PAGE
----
well assured of their own strength, had valorously drawn up their ships at the two ends of the line. From this spot then, with a voice that could be heard afar, he shouted to the Danaans, saying, "Argives, shame on you cowardly creatures, brave in semblance only; where are now our vaunts that we should prove victorious—the vaunts we made so vaingloriously in Lemnos, when we ate the flesh of horned cattle and filled our mixing-bowls to the brim? You vowed that you would each of you stand against a hundred or two hundred men, and now you prove no match even for one—for Hector, who will be ere long setting our ships in a blaze. Father Jove, did you ever so ruin a great king and rob him so utterly of his greatness? yet, when to my sorrow I was coming hither, I never let my ship pass your altars without offering the fat and thigh-bones of heifers upon every one of them, so eager was I to sack the city of Troy. Vouchsafe me then this prayer—suffer us to escape at any rate with our lives, and let not the Achæans be so utterly vanquished by the Trojans."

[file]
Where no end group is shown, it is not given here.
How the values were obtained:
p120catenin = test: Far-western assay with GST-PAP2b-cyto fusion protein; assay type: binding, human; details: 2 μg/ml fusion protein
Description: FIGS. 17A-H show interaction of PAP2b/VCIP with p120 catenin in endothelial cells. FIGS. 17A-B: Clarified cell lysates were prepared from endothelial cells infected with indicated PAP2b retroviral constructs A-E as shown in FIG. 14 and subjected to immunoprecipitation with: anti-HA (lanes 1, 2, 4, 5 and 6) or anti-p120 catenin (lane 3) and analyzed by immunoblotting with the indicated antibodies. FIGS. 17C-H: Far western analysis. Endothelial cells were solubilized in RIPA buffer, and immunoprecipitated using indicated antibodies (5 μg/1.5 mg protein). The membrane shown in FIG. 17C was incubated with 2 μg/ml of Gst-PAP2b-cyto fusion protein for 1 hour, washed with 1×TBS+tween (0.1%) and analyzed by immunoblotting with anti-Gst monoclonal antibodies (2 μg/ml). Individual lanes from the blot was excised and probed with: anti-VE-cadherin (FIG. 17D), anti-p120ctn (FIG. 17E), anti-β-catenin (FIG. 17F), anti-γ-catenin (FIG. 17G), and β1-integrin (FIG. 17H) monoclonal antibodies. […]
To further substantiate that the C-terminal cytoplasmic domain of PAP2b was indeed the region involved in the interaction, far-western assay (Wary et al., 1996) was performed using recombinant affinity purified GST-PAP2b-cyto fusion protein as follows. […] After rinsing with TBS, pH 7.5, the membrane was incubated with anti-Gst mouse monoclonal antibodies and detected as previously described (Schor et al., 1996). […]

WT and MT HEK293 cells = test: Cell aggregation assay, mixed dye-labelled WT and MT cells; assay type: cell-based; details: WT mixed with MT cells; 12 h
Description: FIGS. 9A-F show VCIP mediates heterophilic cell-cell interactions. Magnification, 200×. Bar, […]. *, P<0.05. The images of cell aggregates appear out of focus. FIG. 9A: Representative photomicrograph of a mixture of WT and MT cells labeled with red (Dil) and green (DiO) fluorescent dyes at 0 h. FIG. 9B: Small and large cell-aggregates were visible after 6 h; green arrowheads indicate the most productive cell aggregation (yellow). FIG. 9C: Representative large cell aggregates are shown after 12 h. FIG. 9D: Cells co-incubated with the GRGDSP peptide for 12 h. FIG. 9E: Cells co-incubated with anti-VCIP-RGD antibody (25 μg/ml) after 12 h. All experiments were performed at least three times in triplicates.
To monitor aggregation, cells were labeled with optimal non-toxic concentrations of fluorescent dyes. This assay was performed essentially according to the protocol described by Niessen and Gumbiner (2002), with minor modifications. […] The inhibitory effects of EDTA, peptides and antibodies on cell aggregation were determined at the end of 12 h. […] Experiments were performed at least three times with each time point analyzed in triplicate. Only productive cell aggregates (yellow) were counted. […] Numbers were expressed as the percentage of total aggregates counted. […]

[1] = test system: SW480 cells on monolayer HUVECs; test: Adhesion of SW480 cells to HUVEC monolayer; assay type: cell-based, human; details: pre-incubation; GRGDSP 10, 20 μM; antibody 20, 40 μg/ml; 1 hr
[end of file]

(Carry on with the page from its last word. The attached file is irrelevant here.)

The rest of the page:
245Thus did he pray, and father Jove pitying his tears vouchsafed him that his people should live, not die; forthwith he sent them an eagle, most unfailingly portentous of all birds, with a young fawn in its talons; the eagle dropped the fawn by the altar on which the Achæans sacrificed to Jove the lord of omens; when, therefore, the people saw that the bird had come from Jove, they sprang more fiercely upon the Trojans and fought more boldly.
253There was no man of all the many Danaans who could then boast that he had driven his horses over the trench and gone forth to fight sooner than the son of Tydeus; long before any one else could do so he slew an armed warrior of the Trojans, Agelaus the son of Phradmon. He had turned his horses in flight, but the spear struck him in the back midway between his shoulders and went right through his chest, and his armour rang rattling round him as he fell forward from his chariot.
261After him came Agamemnon and Menelaus, sons of